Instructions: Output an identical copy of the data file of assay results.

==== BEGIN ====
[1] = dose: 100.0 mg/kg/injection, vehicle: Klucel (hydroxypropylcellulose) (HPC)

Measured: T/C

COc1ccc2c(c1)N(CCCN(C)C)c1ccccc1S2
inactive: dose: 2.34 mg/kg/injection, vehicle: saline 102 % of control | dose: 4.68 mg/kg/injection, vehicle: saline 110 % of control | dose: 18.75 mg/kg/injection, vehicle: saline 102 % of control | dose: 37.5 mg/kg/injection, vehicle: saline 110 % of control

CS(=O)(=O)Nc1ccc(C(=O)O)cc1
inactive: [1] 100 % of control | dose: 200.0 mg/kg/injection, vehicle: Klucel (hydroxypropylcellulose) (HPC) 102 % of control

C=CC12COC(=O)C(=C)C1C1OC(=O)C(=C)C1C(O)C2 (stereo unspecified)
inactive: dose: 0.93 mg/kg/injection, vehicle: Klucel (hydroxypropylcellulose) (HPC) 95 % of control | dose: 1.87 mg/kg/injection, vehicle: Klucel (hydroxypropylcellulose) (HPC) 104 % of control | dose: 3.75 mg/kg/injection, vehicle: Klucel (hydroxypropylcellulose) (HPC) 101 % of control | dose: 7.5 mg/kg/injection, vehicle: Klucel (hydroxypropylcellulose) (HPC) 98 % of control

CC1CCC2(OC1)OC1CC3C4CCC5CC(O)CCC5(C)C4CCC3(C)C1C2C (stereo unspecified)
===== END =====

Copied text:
[1] = dose: 100.0 mg/kg/injection, vehicle: Klucel (hydroxypropylcellulose) (HPC)

Measured: T/C

COc1ccc2c(c1)N(CCCN(C)C)c1ccccc1S2
inactive: dose: 2.34 mg/kg/injection, vehicle: saline 102 % of control | dose: 4.68 mg/kg/injection, vehicle: saline 110 % of control | dose: 18.75 mg/kg/injection, vehicle: saline 102 % of control | dose: 37.5 mg/kg/injection, vehicle: saline 110 % of control

CS(=O)(=O)Nc1ccc(C(=O)O)cc1
inactive: [1] 100 % of control | dose: 200.0 mg/kg/injection, vehicle: Klucel (hydroxypropylcellulose) (HPC) 102 % of control

C=CC12COC(=O)C(=C)C1C1OC(=O)C(=C)C1C(O)C2 (stereo unspecified)
inactive: dose: 0.93 mg/kg/injection, vehicle: Klucel (hydroxypropylcellulose) (HPC) 95 % of control | dose: 1.87 mg/kg/injection, vehicle: Klucel (hydroxypropylcellulose) (HPC) 104 % of control | dose: 3.75 mg/kg/injection, vehicle: Klucel (hydroxypropylcellulose) (HPC) 101 % of control | dose: 7.5 mg/kg/injection, vehicle: Klucel (hydroxypropylcellulose) (HPC) 98 % of control

CC1CCC2(OC1)OC1CC3C4CCC5CC(O)CCC5(C)C4CCC3(C)C1C2C (stereo unspecified)